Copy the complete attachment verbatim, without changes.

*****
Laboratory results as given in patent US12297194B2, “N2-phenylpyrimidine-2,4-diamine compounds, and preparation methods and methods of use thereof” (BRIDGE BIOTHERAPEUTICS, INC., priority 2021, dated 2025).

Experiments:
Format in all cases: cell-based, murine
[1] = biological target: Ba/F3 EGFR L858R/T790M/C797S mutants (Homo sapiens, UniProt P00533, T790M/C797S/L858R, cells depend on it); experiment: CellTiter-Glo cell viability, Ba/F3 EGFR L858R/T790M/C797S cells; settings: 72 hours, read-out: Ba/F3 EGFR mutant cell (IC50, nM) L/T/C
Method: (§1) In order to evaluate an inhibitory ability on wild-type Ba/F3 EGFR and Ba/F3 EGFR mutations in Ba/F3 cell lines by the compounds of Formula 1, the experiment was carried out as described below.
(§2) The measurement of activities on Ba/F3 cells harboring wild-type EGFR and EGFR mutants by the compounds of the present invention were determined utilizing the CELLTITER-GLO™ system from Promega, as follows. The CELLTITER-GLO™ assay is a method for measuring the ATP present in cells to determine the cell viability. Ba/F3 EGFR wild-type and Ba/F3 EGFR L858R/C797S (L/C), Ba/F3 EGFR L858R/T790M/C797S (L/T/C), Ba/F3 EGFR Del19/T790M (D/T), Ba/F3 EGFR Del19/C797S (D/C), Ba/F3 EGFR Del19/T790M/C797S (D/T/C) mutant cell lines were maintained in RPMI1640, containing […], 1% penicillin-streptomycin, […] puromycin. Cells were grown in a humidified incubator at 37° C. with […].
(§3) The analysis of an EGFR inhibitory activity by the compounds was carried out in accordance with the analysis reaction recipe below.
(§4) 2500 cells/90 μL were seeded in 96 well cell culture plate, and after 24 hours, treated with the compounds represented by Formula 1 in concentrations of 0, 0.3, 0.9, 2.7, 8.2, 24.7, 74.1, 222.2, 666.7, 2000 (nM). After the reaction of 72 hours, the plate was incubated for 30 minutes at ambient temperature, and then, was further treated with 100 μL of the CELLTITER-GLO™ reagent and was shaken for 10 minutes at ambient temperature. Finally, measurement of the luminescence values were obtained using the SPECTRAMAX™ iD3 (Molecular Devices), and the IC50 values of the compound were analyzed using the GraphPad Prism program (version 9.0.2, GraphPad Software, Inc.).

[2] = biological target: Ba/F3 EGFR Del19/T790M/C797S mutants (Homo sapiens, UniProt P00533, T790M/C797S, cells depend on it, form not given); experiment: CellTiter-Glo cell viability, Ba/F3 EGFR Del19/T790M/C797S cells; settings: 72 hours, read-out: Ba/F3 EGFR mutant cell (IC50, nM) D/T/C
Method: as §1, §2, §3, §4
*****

Laboratory results as given in patent US12297194B2, “N2-phenylpyrimidine-2,4-diamine compounds, and preparation methods and methods of use thereof” (BRIDGE BIOTHERAPEUTICS, INC., priority 2021, dated 2025).

Experiments:
Format in all cases: cell-based, murine
[1] = biological target: Ba/F3 EGFR L858R/T790M/C797S mutants (Homo sapiens, UniProt P00533, T790M/C797S/L858R, cells depend on it); experiment: CellTiter-Glo cell viability, Ba/F3 EGFR L858R/T790M/C797S cells; settings: 72 hours, read-out: Ba/F3 EGFR mutant cell (IC50, nM) L/T/C
Method: (§1) In order to evaluate an inhibitory ability on wild-type Ba/F3 EGFR and Ba/F3 EGFR mutations in Ba/F3 cell lines by the compounds of Formula 1, the experiment was carried out as described below.
(§2) The measurement of activities on Ba/F3 cells harboring wild-type EGFR and EGFR mutants by the compounds of the present invention were determined utilizing the CELLTITER-GLO™ system from Promega, as follows. The CELLTITER-GLO™ assay is a method for measuring the ATP present in cells to determine the cell viability. Ba/F3 EGFR wild-type and Ba/F3 EGFR L858R/C797S (L/C), Ba/F3 EGFR L858R/T790M/C797S (L/T/C), Ba/F3 EGFR Del19/T790M (D/T), Ba/F3 EGFR Del19/C797S (D/C), Ba/F3 EGFR Del19/T790M/C797S (D/T/C) mutant cell lines were maintained in RPMI1640, containing […], 1% penicillin-streptomycin, […] puromycin. Cells were grown in a humidified incubator at 37° C. with […].
(§3) The analysis of an EGFR inhibitory activity by the compounds was carried out in accordance with the analysis reaction recipe below.
(§4) 2500 cells/90 μL were seeded in 96 well cell culture plate, and after 24 hours, treated with the compounds represented by Formula 1 in concentrations of 0, 0.3, 0.9, 2.7, 8.2, 24.7, 74.1, 222.2, 666.7, 2000 (nM). After the reaction of 72 hours, the plate was incubated for 30 minutes at ambient temperature, and then, was further treated with 100 μL of the CELLTITER-GLO™ reagent and was shaken for 10 minutes at ambient temperature. Finally, measurement of the luminescence values were obtained using the SPECTRAMAX™ iD3 (Molecular Devices), and the IC50 values of the compound were analyzed using the GraphPad Prism program (version 9.0.2, GraphPad Software, Inc.).

[2] = biological target: Ba/F3 EGFR Del19/T790M/C797S mutants (Homo sapiens, UniProt P00533, T790M/C797S, cells depend on it, form not given); experiment: CellTiter-Glo cell viability, Ba/F3 EGFR Del19/T790M/C797S cells; settings: 72 hours, read-out: Ba/F3 EGFR mutant cell (IC50, nM) D/T/C
Method: as §1, §2, §3, §4